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What is the automatic emergency braking (AEB)? By definition, it’s a system that detects an impending forward crash with another vehicle or with a human and helps the driver avoid or mitigate the impact. The system first signals the driver to correct his reaction to avoid the crash and, if the response is not sufficient and fast enough, it automatically applies the brakes to prevent the crash.

It all sounds very good on paper, but does it really work on the road? Many drivers say the AEB system is sometimes annoying, because it applies the brakes when there’s no need or, simply said, it is more sensitive than it should be. However, as the video above shows, automatic emergency braking can save a child’s life.

Uploaded by the RoadCams YouTube channel, the clip shows a bus station with several children running out into a busy country road. One of them approaches a Volvo semi and, thanks to its automatic emergency system and in part to the driver’s quick reaction, no one is hurt in a shocking near-miss.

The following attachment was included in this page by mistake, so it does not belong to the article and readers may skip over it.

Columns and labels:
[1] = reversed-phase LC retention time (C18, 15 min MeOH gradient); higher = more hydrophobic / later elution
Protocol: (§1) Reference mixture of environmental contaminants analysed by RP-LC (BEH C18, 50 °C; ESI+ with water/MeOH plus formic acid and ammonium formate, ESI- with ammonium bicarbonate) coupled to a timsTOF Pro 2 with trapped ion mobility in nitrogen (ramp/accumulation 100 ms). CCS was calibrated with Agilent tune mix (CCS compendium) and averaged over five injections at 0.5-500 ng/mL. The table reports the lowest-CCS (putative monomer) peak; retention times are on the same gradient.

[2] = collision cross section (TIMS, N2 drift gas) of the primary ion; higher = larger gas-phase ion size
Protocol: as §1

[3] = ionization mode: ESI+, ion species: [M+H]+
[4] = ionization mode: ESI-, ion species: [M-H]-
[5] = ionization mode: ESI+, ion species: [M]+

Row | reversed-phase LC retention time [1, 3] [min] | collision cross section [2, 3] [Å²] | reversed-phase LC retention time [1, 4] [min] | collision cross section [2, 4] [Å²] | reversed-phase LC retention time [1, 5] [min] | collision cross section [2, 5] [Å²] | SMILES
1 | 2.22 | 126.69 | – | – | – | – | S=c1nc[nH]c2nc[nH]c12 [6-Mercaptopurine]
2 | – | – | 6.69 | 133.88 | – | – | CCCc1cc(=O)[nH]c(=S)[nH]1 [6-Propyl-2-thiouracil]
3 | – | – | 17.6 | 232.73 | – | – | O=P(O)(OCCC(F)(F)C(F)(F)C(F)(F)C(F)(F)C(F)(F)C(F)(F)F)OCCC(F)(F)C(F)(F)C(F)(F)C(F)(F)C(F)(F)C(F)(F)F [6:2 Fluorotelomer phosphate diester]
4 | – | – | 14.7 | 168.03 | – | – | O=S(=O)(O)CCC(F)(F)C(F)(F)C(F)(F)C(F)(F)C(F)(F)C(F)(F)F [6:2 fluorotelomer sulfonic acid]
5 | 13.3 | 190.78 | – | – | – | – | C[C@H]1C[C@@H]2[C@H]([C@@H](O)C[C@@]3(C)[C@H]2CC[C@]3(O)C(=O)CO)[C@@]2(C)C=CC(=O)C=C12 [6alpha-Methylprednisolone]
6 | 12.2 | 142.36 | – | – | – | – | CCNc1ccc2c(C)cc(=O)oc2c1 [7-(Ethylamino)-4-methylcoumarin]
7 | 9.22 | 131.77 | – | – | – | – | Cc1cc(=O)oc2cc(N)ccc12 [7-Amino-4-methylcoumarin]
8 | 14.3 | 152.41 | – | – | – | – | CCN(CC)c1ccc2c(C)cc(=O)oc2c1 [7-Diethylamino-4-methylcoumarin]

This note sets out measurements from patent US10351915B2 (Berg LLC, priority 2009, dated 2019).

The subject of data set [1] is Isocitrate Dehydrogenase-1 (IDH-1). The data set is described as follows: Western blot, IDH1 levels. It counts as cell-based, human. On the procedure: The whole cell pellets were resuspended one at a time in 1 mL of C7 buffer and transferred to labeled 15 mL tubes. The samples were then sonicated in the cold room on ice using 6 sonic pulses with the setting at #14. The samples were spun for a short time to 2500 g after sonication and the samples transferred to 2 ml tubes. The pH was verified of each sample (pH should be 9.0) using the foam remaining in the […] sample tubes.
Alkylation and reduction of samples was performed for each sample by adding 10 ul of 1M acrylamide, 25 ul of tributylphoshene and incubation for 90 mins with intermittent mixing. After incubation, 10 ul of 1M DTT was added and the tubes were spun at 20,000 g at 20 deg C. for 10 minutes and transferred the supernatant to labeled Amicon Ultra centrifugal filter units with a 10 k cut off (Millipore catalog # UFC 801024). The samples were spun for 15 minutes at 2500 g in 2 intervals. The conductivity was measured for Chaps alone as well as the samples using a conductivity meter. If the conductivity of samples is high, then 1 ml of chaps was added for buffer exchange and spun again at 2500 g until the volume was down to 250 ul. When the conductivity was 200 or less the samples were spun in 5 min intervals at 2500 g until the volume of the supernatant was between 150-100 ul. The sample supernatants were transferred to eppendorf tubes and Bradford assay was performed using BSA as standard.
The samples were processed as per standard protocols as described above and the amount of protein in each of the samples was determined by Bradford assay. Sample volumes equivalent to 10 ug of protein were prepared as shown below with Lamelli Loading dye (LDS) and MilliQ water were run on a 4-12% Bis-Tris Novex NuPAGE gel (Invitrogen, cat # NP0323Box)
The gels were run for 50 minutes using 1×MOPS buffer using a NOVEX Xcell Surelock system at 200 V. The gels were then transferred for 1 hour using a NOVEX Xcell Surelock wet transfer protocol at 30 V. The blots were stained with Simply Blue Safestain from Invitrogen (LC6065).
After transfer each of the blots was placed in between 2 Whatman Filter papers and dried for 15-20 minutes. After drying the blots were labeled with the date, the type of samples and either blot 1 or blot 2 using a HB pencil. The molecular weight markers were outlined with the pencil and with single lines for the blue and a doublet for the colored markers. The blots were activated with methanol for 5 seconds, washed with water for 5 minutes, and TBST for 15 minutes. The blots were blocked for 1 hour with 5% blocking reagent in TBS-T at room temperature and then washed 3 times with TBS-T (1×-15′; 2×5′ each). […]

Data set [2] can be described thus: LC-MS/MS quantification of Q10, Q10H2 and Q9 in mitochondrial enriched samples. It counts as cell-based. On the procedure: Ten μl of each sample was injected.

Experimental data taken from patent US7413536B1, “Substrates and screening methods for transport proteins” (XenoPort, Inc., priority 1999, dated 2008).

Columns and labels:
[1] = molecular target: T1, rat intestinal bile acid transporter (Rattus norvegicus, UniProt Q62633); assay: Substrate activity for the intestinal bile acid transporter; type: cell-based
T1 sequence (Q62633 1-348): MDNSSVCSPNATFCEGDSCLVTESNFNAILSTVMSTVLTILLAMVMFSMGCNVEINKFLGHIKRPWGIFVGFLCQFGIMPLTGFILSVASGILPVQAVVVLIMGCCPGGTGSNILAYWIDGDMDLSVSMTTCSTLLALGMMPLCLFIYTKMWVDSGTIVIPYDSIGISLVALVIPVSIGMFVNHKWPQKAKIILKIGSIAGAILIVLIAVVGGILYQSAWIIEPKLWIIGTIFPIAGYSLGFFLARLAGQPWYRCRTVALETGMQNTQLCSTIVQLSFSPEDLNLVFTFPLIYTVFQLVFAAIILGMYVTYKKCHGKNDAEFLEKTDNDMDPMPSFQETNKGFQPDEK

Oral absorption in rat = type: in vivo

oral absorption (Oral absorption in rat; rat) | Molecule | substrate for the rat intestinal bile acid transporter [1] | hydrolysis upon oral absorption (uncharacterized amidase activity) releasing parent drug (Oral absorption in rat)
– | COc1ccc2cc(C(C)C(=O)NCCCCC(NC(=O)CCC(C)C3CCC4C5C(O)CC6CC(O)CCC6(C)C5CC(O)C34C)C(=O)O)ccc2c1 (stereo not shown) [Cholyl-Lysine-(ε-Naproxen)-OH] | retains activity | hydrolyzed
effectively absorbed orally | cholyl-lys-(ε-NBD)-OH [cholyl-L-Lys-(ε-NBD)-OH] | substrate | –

In fact, Volvo Trucks’ system is developed mainly to prevent accidents where a vehicle drives into the back of another car. Using a finely tuned camera, radar, control unit, and braking system, this technology is precise enough to detect even small moving objects like this running boy and, thankfully, to react quickly and save his life.

In the cabin, right before a critical situation, the system alerts the driver with a red LED light reflected on the windshield, just like in modern cars. A flashing light and an alarm follow if there’s still no reaction from the driver and, finally, the emergency brake is activated to prevent or mitigate the unavoidable collision.

We've also attached a couple of older videos, showing Volvo's system in action.



Source: RoadCams on YouTube

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